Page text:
You may have heard the anti-supplement crowd crowing about recent studies showing that smokers smoke more after taking vitamins. But that’s a total misinterpretation of the true research findings. The real deal…
Previous studies have demonstrated a psychological phenomenon called the licensing effect, whereby people subconsciously and/or consciously view the benefits of one type of virtuous behavior as a justification for or counterbalance to some negative behavior. In other words, people fool themselves into believing that a healthful action cancels out a harmful one.
The new research, led by Wen-Bin Chiou, PhD, at National Sun Yat-Sen University in Taiwan, included two similar studies of smokers. All smokers were given placebos—but half were told that they had received a vitamin C pill or a multivitamin, while the other half knew they had received a placebo. Participants then completed one-hour surveys during which they were allowed to smoke. Both surveys included questions that (unbeknownst to participants) gauged smokers’ perceptions of their own invulnerability… the second study’s survey also gauged participants’ attitudes toward supplements. Results: Smokers who believed that they had taken vitamins had greater feelings of invulnerability and smoked more cigarettes during the survey than smokers who knew they had received placebos… and the more strongly a participant believed in the health benefits of supplements, the more he or she was likely to smoke.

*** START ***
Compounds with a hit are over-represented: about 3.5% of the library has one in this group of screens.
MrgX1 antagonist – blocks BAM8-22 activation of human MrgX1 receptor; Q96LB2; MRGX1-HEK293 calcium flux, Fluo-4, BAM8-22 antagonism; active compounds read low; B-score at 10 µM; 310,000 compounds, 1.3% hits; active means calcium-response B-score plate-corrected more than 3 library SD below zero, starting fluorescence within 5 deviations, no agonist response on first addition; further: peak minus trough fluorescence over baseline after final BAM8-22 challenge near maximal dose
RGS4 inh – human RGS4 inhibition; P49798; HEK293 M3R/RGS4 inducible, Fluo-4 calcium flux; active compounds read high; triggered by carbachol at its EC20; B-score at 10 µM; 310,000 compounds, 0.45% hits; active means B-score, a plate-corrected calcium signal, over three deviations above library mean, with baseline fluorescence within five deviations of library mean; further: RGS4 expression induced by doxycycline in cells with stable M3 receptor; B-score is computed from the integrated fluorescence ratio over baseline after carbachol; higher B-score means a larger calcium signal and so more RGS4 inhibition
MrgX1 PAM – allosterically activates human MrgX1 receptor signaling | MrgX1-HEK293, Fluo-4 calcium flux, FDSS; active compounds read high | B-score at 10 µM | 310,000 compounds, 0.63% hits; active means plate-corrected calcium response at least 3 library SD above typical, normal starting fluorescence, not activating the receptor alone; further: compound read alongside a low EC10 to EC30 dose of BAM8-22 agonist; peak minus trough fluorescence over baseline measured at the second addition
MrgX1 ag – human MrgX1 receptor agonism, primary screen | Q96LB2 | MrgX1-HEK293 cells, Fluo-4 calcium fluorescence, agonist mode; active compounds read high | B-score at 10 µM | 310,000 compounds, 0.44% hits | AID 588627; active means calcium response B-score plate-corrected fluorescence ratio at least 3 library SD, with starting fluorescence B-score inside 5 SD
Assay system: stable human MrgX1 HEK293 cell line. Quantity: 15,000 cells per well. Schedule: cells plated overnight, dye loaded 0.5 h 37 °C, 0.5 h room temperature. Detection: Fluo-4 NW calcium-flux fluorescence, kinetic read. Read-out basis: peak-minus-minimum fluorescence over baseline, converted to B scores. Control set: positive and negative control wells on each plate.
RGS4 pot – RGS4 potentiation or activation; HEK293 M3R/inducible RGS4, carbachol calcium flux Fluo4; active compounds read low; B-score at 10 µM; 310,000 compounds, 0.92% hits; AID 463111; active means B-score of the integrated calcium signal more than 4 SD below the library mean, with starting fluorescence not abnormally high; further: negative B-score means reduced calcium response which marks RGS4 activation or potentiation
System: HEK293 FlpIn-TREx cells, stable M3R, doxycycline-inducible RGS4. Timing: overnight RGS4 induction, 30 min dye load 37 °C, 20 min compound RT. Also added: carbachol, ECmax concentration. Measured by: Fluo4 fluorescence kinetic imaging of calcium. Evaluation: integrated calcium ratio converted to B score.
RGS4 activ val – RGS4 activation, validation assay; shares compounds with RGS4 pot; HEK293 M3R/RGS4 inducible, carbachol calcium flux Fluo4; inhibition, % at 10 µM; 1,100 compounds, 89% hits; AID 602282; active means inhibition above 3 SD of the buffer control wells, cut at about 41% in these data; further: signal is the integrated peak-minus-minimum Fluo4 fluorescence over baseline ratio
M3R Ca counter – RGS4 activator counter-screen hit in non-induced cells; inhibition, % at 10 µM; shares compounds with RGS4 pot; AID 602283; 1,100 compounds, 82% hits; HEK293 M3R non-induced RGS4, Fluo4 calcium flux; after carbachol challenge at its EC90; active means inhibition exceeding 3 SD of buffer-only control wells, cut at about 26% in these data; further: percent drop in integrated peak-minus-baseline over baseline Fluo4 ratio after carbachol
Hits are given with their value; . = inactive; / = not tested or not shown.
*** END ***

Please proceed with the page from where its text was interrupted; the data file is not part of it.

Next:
Bottom line: Taking vitamins does not in and of itself make a person smoke more, but care must be taken to avoid an illusion of invulnerability that encourages greater recklessness with regard to smoking. Dr. Chiou said, “We never suggested that smokers should not take dietary supplements—if smokers want to take supplements, they should.” The licensing effect may disappear, he added, if smokers remind themselves that their primary goal is good health and not wrongly presume that taking supplements (or eating broccoli or running marathons, for that matter!) could prevent lung cancer or otherwise offset the hazards of smoking.
Source: Source: Wen-Bin Chiou, PhD, is a professor and researcher at the Institute of Education at National Sun Yat-Sen University in Taiwan and leader of two studies involving a total of 154 smokers.
Date: January 4, 2012
Publication: Bottom Line HealthSee this post online at: https://bottomlineinc.com/health/nicotine/vitamins-do-not-make-smokers-light-up-more